Thursday, September 30, 2010

In for a penny, in for $155

Well, I've done it. I've bought my pass to the 2012 WorldCon, which is going to be held in Chicago that year. It takes place over the Labor Day weekend, but by god, if I can't get one damn Saturday off two years in advance, I don't need my stupid job.

Anyway, I'm going to Worldcon in two years, see if I don't.

And as soon as they open up reservations for the hotel where the con is held--the Hyatt, I think--I'm going to get my reservations in. And then I'm going to book a flight to Chicago that weekend. Yes, I'm going in style, honey. I hope to see some of y'all there!

Wednesday, September 29, 2010

Canopies and canapes (well, I thought it was funny)

I just ordered myself a bed canopy. Specifically, a blue mosquito-netting canopy that hangs from a ring on the ceiling. This one, in fact. I HAVE WANTED ONE SINCE I WAS SEVEN, THAT'S WHY.

If you sent an email about wanting peppers, I'll be mailing them tomorrow. If you meant to send an email about wanting peppers but forgot, go ahead and shoot me an email. I have tons of peppers.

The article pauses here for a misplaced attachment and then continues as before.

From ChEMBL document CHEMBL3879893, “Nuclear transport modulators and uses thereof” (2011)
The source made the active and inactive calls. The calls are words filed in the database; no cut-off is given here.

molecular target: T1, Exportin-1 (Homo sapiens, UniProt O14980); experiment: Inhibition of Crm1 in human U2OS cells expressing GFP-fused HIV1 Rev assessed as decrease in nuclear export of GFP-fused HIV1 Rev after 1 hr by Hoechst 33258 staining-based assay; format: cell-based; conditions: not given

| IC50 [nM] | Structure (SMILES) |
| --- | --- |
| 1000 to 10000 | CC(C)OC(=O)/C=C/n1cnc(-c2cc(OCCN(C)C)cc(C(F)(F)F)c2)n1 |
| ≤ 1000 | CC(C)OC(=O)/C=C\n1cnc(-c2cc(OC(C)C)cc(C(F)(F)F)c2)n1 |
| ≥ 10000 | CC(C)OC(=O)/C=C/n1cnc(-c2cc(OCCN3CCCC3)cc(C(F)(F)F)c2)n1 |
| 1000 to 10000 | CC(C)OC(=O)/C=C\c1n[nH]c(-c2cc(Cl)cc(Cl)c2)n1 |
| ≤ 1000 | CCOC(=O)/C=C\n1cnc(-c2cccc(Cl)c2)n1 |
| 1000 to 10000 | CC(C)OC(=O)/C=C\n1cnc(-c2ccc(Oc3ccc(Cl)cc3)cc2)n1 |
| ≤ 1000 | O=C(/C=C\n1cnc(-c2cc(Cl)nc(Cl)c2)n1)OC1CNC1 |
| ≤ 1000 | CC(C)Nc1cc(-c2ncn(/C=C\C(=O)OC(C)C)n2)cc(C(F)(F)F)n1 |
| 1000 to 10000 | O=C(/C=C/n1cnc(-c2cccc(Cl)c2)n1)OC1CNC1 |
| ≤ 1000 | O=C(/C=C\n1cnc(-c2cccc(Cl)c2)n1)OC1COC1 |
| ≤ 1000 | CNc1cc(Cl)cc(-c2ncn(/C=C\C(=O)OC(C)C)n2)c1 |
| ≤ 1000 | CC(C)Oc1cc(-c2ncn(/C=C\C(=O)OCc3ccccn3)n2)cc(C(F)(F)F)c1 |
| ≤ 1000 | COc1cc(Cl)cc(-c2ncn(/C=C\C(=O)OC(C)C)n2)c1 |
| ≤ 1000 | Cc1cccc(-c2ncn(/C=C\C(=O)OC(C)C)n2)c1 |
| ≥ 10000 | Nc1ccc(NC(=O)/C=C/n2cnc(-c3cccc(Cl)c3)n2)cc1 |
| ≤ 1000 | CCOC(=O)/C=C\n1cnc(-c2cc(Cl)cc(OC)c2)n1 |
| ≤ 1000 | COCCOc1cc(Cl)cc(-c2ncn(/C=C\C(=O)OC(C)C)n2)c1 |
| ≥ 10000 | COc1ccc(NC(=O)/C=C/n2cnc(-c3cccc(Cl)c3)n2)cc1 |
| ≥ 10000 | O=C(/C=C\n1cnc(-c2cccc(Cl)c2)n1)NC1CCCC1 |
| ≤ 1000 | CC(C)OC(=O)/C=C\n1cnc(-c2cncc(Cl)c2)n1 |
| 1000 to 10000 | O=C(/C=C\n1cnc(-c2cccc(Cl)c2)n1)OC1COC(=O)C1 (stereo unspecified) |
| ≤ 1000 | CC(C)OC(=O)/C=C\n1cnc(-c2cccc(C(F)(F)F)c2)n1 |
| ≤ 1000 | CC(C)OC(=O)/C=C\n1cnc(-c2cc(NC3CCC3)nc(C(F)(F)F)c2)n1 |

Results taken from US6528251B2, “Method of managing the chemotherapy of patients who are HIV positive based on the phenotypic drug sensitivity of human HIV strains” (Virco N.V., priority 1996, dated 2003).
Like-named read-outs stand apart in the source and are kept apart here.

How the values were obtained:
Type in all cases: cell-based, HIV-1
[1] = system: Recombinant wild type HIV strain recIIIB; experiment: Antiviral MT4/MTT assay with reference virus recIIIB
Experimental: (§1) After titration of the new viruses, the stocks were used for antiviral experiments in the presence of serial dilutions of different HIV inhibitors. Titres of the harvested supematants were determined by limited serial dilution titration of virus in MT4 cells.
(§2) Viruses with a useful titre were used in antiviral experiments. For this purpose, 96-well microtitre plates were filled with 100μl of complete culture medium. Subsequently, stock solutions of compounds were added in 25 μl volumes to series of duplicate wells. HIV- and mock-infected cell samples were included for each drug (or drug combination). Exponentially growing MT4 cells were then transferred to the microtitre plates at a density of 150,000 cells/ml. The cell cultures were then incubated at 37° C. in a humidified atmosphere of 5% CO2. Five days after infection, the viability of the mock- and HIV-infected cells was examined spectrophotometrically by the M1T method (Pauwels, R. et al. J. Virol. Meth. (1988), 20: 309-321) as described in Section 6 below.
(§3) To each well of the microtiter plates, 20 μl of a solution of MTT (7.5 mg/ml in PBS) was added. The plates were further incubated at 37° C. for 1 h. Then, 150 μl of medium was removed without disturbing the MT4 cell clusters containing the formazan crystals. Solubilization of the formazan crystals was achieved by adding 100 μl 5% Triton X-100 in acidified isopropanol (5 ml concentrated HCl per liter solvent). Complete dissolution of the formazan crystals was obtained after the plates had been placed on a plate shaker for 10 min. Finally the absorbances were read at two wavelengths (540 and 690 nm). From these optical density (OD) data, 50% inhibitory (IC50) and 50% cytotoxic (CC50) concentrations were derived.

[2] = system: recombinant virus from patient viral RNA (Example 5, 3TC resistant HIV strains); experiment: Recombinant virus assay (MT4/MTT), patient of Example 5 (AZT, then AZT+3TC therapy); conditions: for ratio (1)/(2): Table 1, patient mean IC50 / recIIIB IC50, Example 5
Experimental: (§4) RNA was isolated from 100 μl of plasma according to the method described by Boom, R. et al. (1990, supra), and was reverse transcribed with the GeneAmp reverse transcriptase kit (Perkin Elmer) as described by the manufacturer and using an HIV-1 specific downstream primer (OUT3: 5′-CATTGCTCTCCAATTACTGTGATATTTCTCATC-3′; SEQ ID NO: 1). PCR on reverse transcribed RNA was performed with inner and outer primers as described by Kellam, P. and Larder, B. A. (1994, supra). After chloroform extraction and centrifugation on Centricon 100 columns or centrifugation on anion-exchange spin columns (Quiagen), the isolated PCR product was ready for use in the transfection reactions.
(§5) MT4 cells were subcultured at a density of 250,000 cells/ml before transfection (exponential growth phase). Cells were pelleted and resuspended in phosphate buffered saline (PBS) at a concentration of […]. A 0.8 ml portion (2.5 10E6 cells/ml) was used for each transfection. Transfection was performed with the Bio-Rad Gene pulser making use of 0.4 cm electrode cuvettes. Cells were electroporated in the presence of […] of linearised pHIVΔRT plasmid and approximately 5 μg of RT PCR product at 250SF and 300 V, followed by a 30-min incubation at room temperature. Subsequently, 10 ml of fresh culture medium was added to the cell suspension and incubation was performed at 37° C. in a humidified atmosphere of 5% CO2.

I haven't done a lot of writing in the last couple of weeks, actually. I'm not sure why. I was writing like billy-oh on Christopher Kaplan, and then I stopped to write the Trickster Society synopsis, and that was about it. I've been writing small scenes here and there, but no real progress. I think I'm going to have to do NaNo this year after all, because I need to finish some of my partly written projects.

Tuesday, September 28, 2010

And that was 50!

I've now read 50 books this year, ten of them published by small presses. I may not be doing so hot on any of my other new year's resolutions, but by golly I've nailed this one.